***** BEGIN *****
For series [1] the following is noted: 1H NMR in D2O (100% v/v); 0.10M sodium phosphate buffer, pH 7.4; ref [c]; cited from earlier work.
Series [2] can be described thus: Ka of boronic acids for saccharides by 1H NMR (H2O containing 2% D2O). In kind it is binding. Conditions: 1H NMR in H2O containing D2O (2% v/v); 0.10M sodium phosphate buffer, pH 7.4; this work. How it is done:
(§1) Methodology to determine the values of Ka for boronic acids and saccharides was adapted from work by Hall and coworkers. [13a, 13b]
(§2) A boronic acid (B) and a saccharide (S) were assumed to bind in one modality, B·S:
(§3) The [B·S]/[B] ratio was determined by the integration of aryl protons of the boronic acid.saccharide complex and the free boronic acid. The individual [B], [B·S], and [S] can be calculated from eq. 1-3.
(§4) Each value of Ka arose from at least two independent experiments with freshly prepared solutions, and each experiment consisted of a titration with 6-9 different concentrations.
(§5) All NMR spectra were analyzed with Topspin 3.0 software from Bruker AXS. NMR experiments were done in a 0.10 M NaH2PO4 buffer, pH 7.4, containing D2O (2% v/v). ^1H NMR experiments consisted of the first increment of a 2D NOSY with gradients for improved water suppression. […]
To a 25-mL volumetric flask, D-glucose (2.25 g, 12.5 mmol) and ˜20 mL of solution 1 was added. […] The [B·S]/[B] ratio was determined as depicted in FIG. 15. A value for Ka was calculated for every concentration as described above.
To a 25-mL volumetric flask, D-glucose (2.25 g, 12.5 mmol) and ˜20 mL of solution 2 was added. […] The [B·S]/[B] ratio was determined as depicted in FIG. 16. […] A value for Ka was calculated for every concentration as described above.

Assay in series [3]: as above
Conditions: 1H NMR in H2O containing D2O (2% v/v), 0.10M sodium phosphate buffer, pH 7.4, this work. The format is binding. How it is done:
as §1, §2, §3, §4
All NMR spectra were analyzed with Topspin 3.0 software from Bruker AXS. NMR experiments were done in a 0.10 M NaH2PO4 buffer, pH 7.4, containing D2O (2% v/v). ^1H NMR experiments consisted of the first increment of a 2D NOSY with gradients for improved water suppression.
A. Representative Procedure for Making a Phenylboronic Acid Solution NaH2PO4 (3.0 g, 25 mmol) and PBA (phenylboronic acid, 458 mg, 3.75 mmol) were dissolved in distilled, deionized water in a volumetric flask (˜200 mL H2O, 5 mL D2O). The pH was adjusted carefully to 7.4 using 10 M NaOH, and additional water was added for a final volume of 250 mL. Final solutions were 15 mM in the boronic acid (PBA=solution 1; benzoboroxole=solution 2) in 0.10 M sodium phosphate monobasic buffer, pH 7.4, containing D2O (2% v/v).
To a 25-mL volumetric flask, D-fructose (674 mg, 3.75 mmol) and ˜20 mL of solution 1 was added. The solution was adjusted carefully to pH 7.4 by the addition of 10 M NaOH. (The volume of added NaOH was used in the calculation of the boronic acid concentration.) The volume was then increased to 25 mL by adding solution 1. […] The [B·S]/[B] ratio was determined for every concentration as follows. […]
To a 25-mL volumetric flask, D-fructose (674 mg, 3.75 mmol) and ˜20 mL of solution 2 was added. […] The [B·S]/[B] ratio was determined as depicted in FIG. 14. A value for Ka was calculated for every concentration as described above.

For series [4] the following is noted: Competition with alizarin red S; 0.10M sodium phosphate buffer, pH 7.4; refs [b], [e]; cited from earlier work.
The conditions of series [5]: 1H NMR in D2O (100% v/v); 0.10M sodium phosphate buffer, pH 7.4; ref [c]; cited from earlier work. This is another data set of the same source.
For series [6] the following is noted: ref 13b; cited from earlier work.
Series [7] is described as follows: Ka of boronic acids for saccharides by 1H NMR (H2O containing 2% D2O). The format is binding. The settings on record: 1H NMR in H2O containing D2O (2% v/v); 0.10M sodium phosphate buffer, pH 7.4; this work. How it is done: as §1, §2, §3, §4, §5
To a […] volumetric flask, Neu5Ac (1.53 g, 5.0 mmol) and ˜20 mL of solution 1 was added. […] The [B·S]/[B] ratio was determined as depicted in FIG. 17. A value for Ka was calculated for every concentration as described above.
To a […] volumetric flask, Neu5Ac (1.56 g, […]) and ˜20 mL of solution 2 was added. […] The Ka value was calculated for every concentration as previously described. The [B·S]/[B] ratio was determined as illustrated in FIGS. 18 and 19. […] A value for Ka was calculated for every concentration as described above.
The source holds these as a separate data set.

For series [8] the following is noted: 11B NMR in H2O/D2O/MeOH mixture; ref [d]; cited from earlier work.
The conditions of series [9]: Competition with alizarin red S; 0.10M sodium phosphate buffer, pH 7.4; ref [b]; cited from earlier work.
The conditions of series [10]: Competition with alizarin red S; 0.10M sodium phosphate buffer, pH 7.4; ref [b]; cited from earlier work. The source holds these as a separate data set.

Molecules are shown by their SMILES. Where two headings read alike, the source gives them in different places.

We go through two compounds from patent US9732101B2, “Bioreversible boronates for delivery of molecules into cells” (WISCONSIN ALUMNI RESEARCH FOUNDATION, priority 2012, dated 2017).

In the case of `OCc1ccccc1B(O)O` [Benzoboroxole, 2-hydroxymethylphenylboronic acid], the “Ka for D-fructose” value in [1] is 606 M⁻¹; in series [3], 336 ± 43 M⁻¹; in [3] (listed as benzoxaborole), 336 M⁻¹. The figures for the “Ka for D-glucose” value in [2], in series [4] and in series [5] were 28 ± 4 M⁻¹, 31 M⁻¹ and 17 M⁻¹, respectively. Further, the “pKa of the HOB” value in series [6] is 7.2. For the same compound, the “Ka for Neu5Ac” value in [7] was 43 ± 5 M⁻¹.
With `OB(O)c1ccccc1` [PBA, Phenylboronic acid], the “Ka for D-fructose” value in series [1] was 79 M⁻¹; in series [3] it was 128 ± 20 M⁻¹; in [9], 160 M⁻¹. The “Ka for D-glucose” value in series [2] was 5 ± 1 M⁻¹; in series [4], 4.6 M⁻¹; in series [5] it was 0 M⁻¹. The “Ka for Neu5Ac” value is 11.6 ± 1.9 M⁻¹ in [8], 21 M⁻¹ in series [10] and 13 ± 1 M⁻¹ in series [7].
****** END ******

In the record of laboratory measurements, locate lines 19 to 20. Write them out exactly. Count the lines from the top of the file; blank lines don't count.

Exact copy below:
For series [6] the following is noted: ref 13b; cited from earlier work.
Series [7] is described as follows: Ka of boronic acids for saccharides by 1H NMR (H2O containing 2% D2O). The format is binding. The settings on record: 1H NMR in H2O containing D2O (2% v/v); 0.10M sodium phosphate buffer, pH 7.4; this work. How it is done: as §1, §2, §3, §4, §5